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Leaving a Specification Blank

Dr. Mark Ward demonstrates leaving a specification blank.
Let’s continue with that example. What I’m gonna look at now, is the total number of flights month by month, just from Indy. Here are all the flights, month by month, from Indianapolis Airport.
And to do that, I could put in a 1:12.
Or another way of doing that is don’t put anything for the columns. You still gotta put a comma before how many columns, but if you don’t tell it which ones, it’ll assume you want all of them. Okay, same effect, just leave the column specification blank, but make sure to put a comma between the rows and the columns. That’s one of the biggest mistakes I see students, and even myself do. Is just forgetting to put that comma there between which rows I want and which columns I want. If you’re gonna leave the columns blank you’ve still got to put a comma. You don’t put a comma, it’s going to think you just want to specify in one dimension.
But you’ve got to tell which rows and which columns or leave one or the other blank.
What about Chicago?
If you want Chicago O’Hare, could do this, right? Just change the IND to ORD. And now what about both?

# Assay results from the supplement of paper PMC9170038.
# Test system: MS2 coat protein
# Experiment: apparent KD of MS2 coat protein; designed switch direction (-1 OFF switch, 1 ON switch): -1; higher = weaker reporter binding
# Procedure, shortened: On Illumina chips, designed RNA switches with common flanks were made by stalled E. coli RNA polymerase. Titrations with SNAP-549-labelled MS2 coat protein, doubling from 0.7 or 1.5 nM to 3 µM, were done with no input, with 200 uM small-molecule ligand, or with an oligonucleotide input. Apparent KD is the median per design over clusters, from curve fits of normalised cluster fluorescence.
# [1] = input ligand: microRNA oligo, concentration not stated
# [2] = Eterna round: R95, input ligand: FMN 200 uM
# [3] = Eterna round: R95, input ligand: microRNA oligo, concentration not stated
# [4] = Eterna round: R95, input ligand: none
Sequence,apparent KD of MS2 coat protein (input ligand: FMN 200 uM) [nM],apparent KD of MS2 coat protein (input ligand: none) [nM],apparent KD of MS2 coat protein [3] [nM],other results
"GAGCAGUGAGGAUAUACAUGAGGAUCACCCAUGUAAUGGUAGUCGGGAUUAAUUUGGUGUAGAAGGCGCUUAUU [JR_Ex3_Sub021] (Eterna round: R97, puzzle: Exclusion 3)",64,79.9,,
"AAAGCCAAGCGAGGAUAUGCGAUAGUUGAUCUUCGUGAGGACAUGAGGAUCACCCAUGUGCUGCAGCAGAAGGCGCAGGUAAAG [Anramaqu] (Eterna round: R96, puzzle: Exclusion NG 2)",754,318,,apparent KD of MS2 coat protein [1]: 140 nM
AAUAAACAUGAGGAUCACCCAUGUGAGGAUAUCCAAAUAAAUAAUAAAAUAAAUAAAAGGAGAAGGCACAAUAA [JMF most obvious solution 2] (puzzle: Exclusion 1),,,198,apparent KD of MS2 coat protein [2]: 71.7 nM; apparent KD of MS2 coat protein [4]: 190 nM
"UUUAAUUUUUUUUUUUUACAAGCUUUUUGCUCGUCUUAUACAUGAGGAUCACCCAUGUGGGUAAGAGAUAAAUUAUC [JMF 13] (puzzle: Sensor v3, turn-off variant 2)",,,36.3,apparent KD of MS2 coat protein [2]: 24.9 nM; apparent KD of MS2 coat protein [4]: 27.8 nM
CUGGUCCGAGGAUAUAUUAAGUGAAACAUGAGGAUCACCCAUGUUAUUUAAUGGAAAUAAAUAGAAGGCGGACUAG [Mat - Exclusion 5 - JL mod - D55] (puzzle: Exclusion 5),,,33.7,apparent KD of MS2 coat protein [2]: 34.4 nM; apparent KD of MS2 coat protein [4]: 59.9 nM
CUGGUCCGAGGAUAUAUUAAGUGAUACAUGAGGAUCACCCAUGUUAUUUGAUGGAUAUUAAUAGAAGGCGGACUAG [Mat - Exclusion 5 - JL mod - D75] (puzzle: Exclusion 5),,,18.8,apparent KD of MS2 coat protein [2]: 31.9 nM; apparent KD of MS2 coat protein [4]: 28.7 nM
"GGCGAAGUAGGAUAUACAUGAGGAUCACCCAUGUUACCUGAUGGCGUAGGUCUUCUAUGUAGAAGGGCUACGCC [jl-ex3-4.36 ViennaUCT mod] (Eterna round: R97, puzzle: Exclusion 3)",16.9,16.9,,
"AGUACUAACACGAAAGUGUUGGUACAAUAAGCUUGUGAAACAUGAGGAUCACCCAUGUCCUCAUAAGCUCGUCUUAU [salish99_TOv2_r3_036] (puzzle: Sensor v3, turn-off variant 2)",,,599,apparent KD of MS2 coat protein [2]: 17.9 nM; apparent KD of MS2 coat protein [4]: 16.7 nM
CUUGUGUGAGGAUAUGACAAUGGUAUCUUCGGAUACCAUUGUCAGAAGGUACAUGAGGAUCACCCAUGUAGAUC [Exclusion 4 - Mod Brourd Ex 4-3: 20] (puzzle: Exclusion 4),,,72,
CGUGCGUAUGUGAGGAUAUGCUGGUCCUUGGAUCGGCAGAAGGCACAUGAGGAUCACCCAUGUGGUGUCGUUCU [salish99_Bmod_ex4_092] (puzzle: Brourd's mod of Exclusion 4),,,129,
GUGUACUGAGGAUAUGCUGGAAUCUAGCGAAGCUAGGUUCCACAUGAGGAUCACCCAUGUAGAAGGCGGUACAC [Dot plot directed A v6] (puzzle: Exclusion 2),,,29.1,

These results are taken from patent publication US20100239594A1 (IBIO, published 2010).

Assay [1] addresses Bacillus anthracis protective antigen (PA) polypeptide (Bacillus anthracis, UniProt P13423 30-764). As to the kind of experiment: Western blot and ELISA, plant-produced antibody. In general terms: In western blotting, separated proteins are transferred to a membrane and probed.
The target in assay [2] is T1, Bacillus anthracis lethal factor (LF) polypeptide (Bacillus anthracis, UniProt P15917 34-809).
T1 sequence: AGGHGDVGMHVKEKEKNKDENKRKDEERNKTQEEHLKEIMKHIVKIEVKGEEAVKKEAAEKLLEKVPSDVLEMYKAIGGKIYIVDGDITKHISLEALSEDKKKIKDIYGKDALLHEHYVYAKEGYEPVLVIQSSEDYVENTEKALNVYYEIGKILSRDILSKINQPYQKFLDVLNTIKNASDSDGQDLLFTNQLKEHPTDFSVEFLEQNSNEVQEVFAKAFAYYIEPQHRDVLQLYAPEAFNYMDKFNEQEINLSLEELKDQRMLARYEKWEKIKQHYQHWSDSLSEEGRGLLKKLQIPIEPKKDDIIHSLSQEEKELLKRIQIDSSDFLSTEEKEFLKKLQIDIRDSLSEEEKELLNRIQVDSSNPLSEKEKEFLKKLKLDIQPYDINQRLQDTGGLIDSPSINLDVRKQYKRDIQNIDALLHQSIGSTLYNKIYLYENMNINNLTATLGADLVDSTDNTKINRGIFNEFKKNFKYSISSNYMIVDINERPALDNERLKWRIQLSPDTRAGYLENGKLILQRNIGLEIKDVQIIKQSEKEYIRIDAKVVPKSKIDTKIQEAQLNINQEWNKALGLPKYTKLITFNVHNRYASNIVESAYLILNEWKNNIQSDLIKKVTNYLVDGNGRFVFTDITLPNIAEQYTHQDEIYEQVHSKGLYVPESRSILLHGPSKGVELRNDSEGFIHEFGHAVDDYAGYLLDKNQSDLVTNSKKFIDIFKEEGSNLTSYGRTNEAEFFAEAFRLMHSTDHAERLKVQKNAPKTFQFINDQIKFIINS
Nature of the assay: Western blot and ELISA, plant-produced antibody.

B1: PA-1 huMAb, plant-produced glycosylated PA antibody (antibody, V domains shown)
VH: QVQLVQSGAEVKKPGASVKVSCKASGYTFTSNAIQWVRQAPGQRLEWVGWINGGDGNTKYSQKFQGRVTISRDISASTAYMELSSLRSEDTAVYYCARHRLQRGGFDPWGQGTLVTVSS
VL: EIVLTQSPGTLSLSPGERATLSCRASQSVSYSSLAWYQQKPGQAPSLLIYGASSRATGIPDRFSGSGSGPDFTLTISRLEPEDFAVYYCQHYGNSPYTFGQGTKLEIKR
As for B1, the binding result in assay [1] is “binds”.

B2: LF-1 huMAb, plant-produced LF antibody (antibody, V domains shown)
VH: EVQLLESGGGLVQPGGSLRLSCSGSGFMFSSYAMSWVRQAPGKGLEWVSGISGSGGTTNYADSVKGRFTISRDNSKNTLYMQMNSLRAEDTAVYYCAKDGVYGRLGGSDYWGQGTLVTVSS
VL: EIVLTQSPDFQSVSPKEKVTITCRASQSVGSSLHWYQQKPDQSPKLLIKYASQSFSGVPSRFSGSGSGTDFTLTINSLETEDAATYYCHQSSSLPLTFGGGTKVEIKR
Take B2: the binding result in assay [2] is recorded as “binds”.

If you want them both at once in here.
I can go put IND and ORD. You see I’m gonna get a matrix back.
We can check that the result is a matrix. I think I told you that all the time I’m putting a class around the things that I wanna check.
I’ll truncate that line so you can see it a little more easily. But it should tell me that I got a matrix back. Indeed, I did.
How big is the matrix? It should be 2 by 12. Let’s check. Instead of class, we just ask it for the dimension. You notice I highlight both the rows when I wanna run my command there, indeed, it’s a 2 by 12.
Can you create a table with 3 rows and 12 columns, showing the monthly counts for flights departing from ATL, ORD, and DFW?
Comment below.
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